Barely a month before equity markets nosedived in September, 2008, Kevin O'Leary took to television to promote his brand new baby: O'Leary Funds.
From the studio of his business news show Squeezeplay, the entrepreneur and TV personality trumpeted his new firm as a safe haven for investors who wanted to earn income while protecting their capital. And once global markets calmed, the money came pouring in. In 2009 and 2010, the firm raised more than $1-billion by selling new closed-end funds to retail investors – prompting Mr. O'Leary to boast that he expected the firm to reach $5-billion in assets under management within three years, and to predict he could even take it public.
Two years later, the view is very different. Earlier this year, documents filed by the firm revealed that investors had redeemed $253-million from the funds in 2011, about 21 per cent of total assets under management. Sales of the firm's closed-end funds have also ground to a virtual halt.
In part, this is a symptom of the fund industry's systemic problems. With global markets back on the rocks, clients are pulling their money at many different firms, including AGF Management Ltd., which said Wednesday that assets under management dropped 15 per cent in one year.
But the problems at O'Leary Funds run much deeper. The Globe and Mail has conducted a thorough review over the past few months, speaking to a dozen well-placed industry sources, from big name financial advisers who collectively manage billions of dollars, to former employees of the firm. The full story appears Friday in Report on Business magazine.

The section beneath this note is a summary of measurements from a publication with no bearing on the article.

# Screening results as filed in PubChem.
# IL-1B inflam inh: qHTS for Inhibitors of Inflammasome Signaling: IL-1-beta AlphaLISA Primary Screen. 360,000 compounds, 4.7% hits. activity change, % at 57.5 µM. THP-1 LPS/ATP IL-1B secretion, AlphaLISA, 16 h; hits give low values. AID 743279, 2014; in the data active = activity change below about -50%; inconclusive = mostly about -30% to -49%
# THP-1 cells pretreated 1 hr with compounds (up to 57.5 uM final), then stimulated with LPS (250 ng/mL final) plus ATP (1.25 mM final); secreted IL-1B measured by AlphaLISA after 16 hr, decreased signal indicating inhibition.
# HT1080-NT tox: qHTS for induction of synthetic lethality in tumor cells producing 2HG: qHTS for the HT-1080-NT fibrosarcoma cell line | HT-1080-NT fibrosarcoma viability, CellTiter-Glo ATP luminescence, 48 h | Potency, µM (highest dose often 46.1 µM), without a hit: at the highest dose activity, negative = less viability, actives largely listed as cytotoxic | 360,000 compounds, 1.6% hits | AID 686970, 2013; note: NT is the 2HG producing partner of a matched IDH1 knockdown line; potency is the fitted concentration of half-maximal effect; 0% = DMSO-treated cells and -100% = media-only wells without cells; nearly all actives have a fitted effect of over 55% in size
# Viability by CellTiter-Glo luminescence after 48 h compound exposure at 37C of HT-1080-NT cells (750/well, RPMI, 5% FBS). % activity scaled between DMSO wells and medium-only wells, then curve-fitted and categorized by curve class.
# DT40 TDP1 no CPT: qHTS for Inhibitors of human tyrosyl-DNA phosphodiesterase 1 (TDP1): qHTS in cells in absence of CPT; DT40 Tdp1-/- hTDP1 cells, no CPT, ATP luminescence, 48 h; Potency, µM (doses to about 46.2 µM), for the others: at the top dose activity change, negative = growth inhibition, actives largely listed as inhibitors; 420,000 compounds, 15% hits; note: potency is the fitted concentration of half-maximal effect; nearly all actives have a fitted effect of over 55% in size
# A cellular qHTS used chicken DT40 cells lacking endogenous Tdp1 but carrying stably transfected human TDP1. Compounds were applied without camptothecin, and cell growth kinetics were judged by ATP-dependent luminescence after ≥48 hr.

The narrative has a few dominant themes. Prominent investor advisers, some of whom were early investors in the funds, are growing frustrated. Early performance was solid, but some of O'Leary's recent funds, many of which are marketed as safe, stable investments, lost money almost immediately. The Yield Advantaged Convertible Debentures Fund, for instance, is down 27 per cent, before distributions, since going public in April, 2011.
When marketing the funds, Mr. O'Leary also promises capital preservation, and vows to invest in yield-paying, defensive plays. By digging through the fund's documents and speaking to investor advisers and former employees, it became clear both promises have been broken multiple times over the course of the past four years.
The Globe and Mail also uncovered some history on the man who manages the funds for Mr. O'Leary. Behind the scenes, Connor O'Brien runs the money, and in marketing documents and prospectuses, his Wall Street pedigree with Merrill Lynch and Lehman Brothers is touted. But prospective clients rarely hear anything about the problems at hedge funds he ran just before he took the reins at O'Leary.